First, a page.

Really? Veggies in the oven? It is supposed to be healthy and good for us and bla bla bla but, come on, it is just vegetables. How good could it be? I hear you. You are just like me a few years ago thinking that a meal is filling, tasteful and overall satisfying only if you eat burger, pasta, pizza or a combo of the above. Allow me to prove you wrong and show you how veggies with a strange name like briam can be a delicious revenge to all high processed and less nutritious food.
To begin with, note down these key words: seasonal, fresh ingredients. This dish is the epitome of summer vegetable garden because this time of the year summer vegetables taste so much better especially when you purchase them literally a few days or hours after they have been picked.Now that you’ve purchased everything, cook it the Mediterranean way. Use herbs, spices, good quality olive oil and follow the cooking practices for a flawless, yummy veggie plate. Veggies don’t have to taste like they came straight from the ground but they can taste heavenly as long as you are familiar with some basic techniques. For example, briam belongs to a very important part of the Mediterranean Greek diet called ladera. The cooking concept is so simple but it is more than enough to make your taste buds shout out in celebration: humble vegetables roasted in olive oil and tomato along with herbs. That’s it and, believe me, it is more than enough.
You can go one step ahead and cook it your way. Even though the traditional version includes more or less specific vegetables, feel free to exclude some of them or add others. However I advise you to start with the most authentic version and then see where it goes from there.
Either it is you, a friend or members of your family, people find it quite difficult to eat vegetables. In fact some of them despise each and every bite of them. These are the most difficult cases, so you have to approach them in a clever and crafty way (evil grin). Cook a “veggie hater friendly version”. As a mother of two picky eater boys and a wife of meat lover hubby, I face the challenge of “eat your veggies, boys” (hubby included) with creativity. I usually add ingredients they like to the plate they hate. I mean, I get it! A plate of mixed vegetables can seem really bland but maybe a light yogurt-feta homemade dressing would give them the motivation to taste some, just to see for themselves the deliciousness of that bite. Nailed it! This is one of their favorite veggies plate. No more “Veggies? Yuck!” complaints, no more left over food. You should definitely give it a try.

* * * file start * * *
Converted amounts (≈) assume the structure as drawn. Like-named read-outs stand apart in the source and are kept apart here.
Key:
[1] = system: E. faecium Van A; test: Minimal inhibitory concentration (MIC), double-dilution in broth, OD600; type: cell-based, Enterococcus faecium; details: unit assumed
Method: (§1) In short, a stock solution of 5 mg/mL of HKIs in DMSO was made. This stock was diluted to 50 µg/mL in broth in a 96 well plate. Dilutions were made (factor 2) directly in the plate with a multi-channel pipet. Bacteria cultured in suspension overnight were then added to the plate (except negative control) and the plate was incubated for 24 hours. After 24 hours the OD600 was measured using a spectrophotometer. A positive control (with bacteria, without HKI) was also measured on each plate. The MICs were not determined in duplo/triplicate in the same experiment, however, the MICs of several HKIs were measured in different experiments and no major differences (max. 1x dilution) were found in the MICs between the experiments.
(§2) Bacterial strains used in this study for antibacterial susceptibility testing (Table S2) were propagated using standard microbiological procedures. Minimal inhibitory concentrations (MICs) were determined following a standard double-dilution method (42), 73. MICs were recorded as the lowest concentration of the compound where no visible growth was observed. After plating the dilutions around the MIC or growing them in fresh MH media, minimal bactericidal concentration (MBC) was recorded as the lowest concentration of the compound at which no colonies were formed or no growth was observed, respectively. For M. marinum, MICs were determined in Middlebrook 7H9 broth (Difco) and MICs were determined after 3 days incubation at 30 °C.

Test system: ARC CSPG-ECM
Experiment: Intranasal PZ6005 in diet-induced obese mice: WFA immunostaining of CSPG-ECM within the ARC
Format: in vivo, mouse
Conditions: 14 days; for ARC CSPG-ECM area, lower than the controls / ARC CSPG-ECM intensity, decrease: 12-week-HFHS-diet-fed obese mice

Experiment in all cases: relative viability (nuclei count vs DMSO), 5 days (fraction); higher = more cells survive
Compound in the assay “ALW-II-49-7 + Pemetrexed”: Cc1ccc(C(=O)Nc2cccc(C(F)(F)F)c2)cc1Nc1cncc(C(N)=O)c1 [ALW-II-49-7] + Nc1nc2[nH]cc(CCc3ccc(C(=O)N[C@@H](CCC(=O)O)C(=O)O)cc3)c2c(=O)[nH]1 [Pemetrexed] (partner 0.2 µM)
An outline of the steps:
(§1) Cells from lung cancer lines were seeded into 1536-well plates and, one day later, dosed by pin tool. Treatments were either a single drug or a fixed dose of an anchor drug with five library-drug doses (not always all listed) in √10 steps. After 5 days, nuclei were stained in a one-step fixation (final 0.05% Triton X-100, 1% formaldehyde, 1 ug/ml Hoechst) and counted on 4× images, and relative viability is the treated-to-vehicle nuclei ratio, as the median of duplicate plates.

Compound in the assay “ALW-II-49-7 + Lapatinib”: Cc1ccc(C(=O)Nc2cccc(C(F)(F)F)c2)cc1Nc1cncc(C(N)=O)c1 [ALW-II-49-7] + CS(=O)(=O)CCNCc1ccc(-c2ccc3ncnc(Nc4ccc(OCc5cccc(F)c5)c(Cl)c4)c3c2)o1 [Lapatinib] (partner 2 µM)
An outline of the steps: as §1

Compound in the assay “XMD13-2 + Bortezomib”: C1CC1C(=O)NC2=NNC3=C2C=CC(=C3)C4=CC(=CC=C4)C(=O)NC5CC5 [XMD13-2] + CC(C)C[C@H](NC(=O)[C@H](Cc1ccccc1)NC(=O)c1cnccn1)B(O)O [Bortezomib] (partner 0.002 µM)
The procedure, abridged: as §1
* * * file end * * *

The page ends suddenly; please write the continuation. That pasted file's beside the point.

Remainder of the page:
Another name for that plate is Tourlou (Türlü) which is a Turkish word meaning “something of diverse kinds” describing the variety of vegetables in that recipe along with the world briam or briami. If you go west, you will find a similar dish named caponata in south Italy and the famous ratatouille in south France. You see, the countries of the Mediterranean region share many common elements and their traditional food is a vivid proof. The unique location of the Mediterranean Basin as the nodal point between 3 continents allowed traders to exchange their food goods and conquerors to import new ingredients and food practices. These cultural interactions throughout the history transformed the regional culinary map and resulted in one of the most versatile, tasteful collection of cuisines.
No more history lesson… Let’s get down to business and cook.